Ubud, a beautiful place with a small-town feel, is situated where the Cerik and Wos rivers merge, and it's got steep hills, forests, and waterfalls. It is also an artsy town. One forest, the Monkey Forest, is aptly named because of the monkeys who inhabit it - it's a popular pastime in Ubud to go to the forest to feed them. The street that leads to the forest (aptly named Monkey Forest Road), is lined with travel agencies and hotels. I found Puri Muwa Cottages, a place run by a friendly elderly couple, and they offered me my own little cottage, complete with porch, tea set, breakfast, and singing bird. I thought about looking at other hotels, but when I said I might do so, they dropped the price from IDR 40000 to IDR 30000 per night. How could I resist this small paradise (albeit with no electricity or running water) for only $3 a night?

I had a lunch of tuna curry and fruit juices at the Ibu restaurant, and then I made my way to the Monkey Forest. The place was abuzz with monkeys snatching food that people either had in their hands or threw to them. One monkey picked up something that looked like food and, discovering it was a frog, threw it away. And the place went still when an elderly woman, one of the park's caretakers, fell a few meters off a large rock as she was trying to rescue a non-digestible item from a monkey.

That night I saw a performance of Balinese dance - a good smattering of lots of different types of dances, but the obscene number of camera flashes going off during the performance was distracting. I dined at the Nomad Restaurant and had fried duck and some sort of tropical drink made from rice wine.

The breakfast they served at Puri Muwa was called jaffles - some sort of compromise between waffles and toast. The first museum of the day was Puri Lukisan, which contained some great Balinese art depicting stories from the Ramayana, Hindu mythology, and everyday life. Then I visited the Neka Museum for another wonderful sampling of art; this one traced the development of art more chronologically, showing the Dutch and German influences. There were also some bizarre works of the modern artist Made.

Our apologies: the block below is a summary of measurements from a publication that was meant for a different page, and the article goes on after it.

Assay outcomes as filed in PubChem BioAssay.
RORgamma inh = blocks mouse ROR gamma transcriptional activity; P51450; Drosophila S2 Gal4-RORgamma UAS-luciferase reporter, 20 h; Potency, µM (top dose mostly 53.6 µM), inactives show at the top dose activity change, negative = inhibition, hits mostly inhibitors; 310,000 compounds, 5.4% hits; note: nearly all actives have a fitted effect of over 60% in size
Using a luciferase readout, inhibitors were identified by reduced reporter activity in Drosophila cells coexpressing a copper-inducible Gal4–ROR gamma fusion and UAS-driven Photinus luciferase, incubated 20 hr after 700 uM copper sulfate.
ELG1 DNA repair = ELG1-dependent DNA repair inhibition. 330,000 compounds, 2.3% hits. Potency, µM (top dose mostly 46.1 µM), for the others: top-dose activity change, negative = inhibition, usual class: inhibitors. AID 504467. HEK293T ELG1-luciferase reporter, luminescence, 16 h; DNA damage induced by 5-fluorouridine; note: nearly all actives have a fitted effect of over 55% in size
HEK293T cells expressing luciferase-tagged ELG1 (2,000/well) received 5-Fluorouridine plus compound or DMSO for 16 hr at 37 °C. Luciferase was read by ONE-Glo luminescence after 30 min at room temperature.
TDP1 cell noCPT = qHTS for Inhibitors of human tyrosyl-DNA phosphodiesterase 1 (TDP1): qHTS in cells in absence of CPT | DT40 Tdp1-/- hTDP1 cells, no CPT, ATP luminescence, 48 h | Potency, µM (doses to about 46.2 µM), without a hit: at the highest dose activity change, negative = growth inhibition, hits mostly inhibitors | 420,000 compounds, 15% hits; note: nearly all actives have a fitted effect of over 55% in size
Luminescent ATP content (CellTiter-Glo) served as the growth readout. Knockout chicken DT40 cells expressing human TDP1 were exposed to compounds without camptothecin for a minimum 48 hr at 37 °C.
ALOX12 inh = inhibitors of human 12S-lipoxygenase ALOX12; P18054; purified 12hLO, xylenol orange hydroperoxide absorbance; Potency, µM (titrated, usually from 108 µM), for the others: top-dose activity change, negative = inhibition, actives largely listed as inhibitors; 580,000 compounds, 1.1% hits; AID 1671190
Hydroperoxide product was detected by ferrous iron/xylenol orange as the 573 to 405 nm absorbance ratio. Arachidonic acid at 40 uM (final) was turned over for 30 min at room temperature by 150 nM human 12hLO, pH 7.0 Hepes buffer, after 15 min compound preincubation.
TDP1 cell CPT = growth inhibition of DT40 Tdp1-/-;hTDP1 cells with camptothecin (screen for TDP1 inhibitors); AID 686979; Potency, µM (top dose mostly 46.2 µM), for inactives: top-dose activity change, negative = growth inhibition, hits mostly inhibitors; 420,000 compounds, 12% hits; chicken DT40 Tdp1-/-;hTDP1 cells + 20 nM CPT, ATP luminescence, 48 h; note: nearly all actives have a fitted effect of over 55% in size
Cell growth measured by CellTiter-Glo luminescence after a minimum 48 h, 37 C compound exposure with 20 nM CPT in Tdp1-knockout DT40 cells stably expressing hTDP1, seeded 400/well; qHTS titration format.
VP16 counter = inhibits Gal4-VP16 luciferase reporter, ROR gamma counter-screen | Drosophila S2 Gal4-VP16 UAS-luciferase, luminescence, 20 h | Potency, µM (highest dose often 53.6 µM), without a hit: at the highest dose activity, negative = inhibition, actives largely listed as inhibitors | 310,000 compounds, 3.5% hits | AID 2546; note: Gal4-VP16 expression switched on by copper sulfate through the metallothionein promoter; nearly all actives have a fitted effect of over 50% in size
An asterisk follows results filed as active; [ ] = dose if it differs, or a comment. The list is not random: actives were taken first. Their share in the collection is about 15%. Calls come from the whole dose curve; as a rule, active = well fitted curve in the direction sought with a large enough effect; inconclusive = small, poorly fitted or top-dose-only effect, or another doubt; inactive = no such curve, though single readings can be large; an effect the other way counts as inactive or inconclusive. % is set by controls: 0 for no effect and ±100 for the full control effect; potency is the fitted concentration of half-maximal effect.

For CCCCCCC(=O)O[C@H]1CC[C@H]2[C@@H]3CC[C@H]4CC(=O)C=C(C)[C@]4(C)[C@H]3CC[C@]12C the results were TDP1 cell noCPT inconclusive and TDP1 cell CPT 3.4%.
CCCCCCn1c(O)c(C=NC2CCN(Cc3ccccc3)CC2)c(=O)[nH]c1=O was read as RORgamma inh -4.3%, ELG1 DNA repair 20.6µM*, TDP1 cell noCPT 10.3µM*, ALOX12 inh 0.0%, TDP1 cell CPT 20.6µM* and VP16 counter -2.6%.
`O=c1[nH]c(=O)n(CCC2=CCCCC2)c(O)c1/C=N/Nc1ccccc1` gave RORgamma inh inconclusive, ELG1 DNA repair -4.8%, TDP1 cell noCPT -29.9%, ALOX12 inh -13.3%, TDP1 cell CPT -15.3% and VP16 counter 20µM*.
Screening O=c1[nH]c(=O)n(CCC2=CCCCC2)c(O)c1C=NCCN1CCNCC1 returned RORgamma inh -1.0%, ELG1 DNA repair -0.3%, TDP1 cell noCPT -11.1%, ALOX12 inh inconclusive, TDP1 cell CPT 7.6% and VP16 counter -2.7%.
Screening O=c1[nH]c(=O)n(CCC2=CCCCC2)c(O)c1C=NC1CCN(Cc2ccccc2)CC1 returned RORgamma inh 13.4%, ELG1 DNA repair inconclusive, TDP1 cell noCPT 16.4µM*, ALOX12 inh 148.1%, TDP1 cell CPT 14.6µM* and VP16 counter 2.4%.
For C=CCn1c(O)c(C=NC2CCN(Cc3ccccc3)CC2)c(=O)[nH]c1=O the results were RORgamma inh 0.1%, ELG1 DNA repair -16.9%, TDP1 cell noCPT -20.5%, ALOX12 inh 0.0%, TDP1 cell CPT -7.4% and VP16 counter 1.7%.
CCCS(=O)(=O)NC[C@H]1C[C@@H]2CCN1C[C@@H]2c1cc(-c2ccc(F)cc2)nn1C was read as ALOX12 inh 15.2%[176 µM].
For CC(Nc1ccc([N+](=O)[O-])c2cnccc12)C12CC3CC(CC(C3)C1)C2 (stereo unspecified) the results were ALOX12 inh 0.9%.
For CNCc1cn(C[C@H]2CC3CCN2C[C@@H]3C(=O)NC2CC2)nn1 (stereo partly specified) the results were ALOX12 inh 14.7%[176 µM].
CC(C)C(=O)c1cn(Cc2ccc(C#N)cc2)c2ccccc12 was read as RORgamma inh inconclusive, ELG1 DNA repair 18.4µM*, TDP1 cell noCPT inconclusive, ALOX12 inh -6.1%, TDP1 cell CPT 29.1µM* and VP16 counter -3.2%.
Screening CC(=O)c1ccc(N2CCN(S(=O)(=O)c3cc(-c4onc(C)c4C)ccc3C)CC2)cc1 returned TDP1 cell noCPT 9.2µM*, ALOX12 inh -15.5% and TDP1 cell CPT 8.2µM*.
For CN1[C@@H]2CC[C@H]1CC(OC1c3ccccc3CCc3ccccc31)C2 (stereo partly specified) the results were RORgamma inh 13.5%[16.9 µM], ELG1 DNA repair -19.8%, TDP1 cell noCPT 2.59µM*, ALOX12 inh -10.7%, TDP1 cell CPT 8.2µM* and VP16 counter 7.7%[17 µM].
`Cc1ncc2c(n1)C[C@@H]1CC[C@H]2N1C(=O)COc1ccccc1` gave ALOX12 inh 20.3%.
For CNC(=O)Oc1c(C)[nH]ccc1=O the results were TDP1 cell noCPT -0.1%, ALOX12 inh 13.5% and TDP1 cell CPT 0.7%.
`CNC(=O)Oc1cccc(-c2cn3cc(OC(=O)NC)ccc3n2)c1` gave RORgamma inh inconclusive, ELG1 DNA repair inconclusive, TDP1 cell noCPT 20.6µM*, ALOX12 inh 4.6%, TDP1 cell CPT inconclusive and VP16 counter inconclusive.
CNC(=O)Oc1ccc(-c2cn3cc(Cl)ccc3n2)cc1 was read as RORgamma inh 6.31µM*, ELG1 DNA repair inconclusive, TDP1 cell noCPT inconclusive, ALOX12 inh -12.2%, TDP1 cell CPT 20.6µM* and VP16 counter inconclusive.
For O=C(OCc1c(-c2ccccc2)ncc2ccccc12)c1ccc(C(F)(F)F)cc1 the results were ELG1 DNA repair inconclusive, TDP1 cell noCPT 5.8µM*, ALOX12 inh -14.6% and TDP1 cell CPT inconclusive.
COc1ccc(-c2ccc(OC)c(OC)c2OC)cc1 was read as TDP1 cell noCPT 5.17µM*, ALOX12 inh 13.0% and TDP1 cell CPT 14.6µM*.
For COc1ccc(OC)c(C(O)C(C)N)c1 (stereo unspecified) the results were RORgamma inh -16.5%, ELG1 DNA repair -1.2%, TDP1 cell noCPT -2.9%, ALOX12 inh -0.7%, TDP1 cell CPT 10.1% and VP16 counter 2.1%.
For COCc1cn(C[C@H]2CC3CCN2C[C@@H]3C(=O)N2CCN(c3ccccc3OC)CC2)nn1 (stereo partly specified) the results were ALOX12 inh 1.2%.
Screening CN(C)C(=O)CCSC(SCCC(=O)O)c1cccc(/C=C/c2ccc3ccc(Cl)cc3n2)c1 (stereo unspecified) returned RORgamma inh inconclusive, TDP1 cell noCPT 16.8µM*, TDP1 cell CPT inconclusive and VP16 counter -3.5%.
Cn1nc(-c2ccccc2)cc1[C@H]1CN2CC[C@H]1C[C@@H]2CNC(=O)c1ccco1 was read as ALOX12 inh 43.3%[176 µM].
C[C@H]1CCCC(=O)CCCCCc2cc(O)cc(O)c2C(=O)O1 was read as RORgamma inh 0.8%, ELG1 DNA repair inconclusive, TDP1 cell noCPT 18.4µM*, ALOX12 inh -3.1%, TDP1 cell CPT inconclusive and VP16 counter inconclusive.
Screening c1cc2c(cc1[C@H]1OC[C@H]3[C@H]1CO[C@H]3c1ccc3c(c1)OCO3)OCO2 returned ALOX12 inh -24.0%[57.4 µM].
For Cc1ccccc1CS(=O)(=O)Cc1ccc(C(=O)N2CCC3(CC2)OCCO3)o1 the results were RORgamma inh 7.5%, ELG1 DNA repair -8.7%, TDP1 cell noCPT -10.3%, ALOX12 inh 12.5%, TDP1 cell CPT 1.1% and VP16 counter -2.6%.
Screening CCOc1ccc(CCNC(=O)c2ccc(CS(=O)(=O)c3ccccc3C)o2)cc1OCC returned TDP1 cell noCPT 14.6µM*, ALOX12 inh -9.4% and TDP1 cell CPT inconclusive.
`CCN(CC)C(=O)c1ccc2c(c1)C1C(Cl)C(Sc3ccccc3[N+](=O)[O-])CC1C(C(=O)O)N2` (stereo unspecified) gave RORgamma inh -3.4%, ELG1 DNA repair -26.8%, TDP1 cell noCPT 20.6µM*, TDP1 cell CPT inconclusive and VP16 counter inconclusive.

After a snack of fruit salad and lemonade (yes, this is what I go for in the tropics), I took a long walk to more rural-looking area of Penestanan on the western outskirts of the town. I'd planned to follow the road through the forest to get back to the center of the city, but somehow I got lost and ended up among the rice fields.

An elderly man found me and pointed in the right direction, but there was no road - just rows and rows of rice fields. So he escorted me through them, and although his feet looked completely worn-out he was a lot more agile than me among the rice fields. It was hard work to balance myself on the terraces without falling into the swampy water, but I managed to keep pace with him. We walked for about 10 minutes through the fields and then he pointed in the direction I should go. I started, but it soon became clear that I was not going to find the way, and he came back. Indeed, it was another 20 minutes or so until we got to the forest - where we had to cross a river.

I've always been terrified of heights, and the only way across the river was over a precarious pedestrian bridge suspended about 15 meters above. One side of the bridge had a rope to hold on to, the other side offered no protection, and the bridge swayed as the man crossed. I knew the only alternative to crossing was to make my way back through all those rice fields, so I held his hand and crossed, and then we were at the southern end of the Monkey Forest and I knew where I was. I gave the man a night's rent at Puri Muwa for his help.

I'd made a reservation for dinner at a place simply known as Ketut's Place, where the host, Ketut Suartana, shows people around his traditional family compound and then treats them to a wonderful array of Balinese dishes - all for about $5. The compound consisted of four buildings. The north building was used for the honeymoon couple and the eldest relatives, the south was the kitchen, the east was for the retired and the resting place of the dead, and the west was where everyone else lived. The compound also contained a temple, and offerings were made each morning to the demons and each afternoon to the good spirits.